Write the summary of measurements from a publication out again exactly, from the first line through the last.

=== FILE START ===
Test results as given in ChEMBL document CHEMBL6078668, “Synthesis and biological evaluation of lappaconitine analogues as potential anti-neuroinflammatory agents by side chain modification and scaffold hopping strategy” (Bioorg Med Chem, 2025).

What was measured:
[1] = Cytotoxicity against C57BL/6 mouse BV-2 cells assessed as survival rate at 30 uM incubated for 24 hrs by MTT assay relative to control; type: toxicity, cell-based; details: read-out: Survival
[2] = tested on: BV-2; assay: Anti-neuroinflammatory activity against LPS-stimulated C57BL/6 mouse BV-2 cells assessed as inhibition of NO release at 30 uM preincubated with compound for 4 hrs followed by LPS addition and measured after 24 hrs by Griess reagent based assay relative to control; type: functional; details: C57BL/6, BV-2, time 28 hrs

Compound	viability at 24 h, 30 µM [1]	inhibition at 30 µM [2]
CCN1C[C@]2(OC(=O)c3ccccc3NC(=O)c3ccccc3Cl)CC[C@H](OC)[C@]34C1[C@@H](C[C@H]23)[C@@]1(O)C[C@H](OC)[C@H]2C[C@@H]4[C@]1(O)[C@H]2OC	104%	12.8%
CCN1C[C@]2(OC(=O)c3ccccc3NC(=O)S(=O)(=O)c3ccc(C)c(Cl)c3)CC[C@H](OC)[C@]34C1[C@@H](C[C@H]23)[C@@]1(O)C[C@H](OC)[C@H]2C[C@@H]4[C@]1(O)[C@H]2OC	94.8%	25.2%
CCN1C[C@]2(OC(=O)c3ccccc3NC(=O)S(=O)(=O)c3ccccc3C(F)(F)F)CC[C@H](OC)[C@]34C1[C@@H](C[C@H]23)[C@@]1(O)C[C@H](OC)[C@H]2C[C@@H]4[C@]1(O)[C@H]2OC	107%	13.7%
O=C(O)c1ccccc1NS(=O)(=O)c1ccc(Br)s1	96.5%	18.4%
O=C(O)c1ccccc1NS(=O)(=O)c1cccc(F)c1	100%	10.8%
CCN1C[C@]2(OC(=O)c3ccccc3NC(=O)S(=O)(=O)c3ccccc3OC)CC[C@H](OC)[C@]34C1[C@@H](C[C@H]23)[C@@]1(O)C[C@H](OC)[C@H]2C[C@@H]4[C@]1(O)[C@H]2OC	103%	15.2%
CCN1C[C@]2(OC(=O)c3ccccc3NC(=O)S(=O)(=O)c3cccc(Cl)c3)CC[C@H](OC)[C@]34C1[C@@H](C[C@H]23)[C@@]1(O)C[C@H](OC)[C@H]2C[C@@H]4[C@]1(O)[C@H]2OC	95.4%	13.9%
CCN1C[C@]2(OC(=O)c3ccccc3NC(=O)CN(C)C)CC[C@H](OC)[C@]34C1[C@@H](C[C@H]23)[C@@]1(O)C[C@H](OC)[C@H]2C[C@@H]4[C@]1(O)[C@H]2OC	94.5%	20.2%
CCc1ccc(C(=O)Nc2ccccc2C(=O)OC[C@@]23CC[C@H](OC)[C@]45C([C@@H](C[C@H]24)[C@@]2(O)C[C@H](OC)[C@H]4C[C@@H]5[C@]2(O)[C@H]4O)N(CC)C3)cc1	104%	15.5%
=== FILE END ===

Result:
Test results as given in ChEMBL document CHEMBL6078668, “Synthesis and biological evaluation of lappaconitine analogues as potential anti-neuroinflammatory agents by side chain modification and scaffold hopping strategy” (Bioorg Med Chem, 2025).

What was measured:
[1] = Cytotoxicity against C57BL/6 mouse BV-2 cells assessed as survival rate at 30 uM incubated for 24 hrs by MTT assay relative to control; type: toxicity, cell-based; details: read-out: Survival
[2] = tested on: BV-2; assay: Anti-neuroinflammatory activity against LPS-stimulated C57BL/6 mouse BV-2 cells assessed as inhibition of NO release at 30 uM preincubated with compound for 4 hrs followed by LPS addition and measured after 24 hrs by Griess reagent based assay relative to control; type: functional; details: C57BL/6, BV-2, time 28 hrs

Compound	viability at 24 h, 30 µM [1]	inhibition at 30 µM [2]
CCN1C[C@]2(OC(=O)c3ccccc3NC(=O)c3ccccc3Cl)CC[C@H](OC)[C@]34C1[C@@H](C[C@H]23)[C@@]1(O)C[C@H](OC)[C@H]2C[C@@H]4[C@]1(O)[C@H]2OC	104%	12.8%
CCN1C[C@]2(OC(=O)c3ccccc3NC(=O)S(=O)(=O)c3ccc(C)c(Cl)c3)CC[C@H](OC)[C@]34C1[C@@H](C[C@H]23)[C@@]1(O)C[C@H](OC)[C@H]2C[C@@H]4[C@]1(O)[C@H]2OC	94.8%	25.2%
CCN1C[C@]2(OC(=O)c3ccccc3NC(=O)S(=O)(=O)c3ccccc3C(F)(F)F)CC[C@H](OC)[C@]34C1[C@@H](C[C@H]23)[C@@]1(O)C[C@H](OC)[C@H]2C[C@@H]4[C@]1(O)[C@H]2OC	107%	13.7%
O=C(O)c1ccccc1NS(=O)(=O)c1ccc(Br)s1	96.5%	18.4%
O=C(O)c1ccccc1NS(=O)(=O)c1cccc(F)c1	100%	10.8%
CCN1C[C@]2(OC(=O)c3ccccc3NC(=O)S(=O)(=O)c3ccccc3OC)CC[C@H](OC)[C@]34C1[C@@H](C[C@H]23)[C@@]1(O)C[C@H](OC)[C@H]2C[C@@H]4[C@]1(O)[C@H]2OC	103%	15.2%
CCN1C[C@]2(OC(=O)c3ccccc3NC(=O)S(=O)(=O)c3cccc(Cl)c3)CC[C@H](OC)[C@]34C1[C@@H](C[C@H]23)[C@@]1(O)C[C@H](OC)[C@H]2C[C@@H]4[C@]1(O)[C@H]2OC	95.4%	13.9%
CCN1C[C@]2(OC(=O)c3ccccc3NC(=O)CN(C)C)CC[C@H](OC)[C@]34C1[C@@H](C[C@H]23)[C@@]1(O)C[C@H](OC)[C@H]2C[C@@H]4[C@]1(O)[C@H]2OC	94.5%	20.2%
CCc1ccc(C(=O)Nc2ccccc2C(=O)OC[C@@]23CC[C@H](OC)[C@]45C([C@@H](C[C@H]24)[C@@]2(O)C[C@H](OC)[C@H]4C[C@@H]5[C@]2(O)[C@H]4O)N(CC)C3)cc1	104%	15.5%